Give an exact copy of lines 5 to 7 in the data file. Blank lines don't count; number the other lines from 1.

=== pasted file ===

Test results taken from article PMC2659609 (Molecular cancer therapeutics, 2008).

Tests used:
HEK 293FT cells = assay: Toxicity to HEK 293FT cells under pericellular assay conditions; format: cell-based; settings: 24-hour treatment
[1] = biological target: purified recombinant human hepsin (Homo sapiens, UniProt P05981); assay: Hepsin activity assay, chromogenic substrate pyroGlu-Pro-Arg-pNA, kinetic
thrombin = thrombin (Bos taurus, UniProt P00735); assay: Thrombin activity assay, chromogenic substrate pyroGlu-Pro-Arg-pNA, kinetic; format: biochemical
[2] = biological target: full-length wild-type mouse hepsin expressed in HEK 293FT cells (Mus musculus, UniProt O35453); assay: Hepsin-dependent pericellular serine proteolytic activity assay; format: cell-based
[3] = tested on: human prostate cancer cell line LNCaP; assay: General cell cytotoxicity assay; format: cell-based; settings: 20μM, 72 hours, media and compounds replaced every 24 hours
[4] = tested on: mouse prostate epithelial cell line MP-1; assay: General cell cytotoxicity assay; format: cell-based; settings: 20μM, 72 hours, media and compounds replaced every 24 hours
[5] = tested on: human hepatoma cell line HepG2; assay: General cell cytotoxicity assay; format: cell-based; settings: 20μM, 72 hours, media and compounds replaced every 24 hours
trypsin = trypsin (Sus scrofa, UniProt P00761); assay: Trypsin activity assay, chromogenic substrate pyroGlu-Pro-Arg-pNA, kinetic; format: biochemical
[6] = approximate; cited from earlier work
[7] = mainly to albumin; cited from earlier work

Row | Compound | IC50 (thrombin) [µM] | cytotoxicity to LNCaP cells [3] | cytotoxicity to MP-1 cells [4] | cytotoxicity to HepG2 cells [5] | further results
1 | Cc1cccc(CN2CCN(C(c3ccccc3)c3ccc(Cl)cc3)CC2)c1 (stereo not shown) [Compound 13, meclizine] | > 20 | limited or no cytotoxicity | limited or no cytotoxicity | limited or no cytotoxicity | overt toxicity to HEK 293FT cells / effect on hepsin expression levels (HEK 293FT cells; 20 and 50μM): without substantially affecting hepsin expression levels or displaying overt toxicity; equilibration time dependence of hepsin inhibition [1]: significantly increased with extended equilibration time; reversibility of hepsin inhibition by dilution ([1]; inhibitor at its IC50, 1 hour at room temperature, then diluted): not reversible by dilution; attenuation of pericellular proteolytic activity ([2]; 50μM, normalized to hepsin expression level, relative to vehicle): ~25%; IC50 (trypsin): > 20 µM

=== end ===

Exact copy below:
thrombin = thrombin (Bos taurus, UniProt P00735); assay: Thrombin activity assay, chromogenic substrate pyroGlu-Pro-Arg-pNA, kinetic; format: biochemical
[2] = biological target: full-length wild-type mouse hepsin expressed in HEK 293FT cells (Mus musculus, UniProt O35453); assay: Hepsin-dependent pericellular serine proteolytic activity assay; format: cell-based
[3] = tested on: human prostate cancer cell line LNCaP; assay: General cell cytotoxicity assay; format: cell-based; settings: 20μM, 72 hours, media and compounds replaced every 24 hours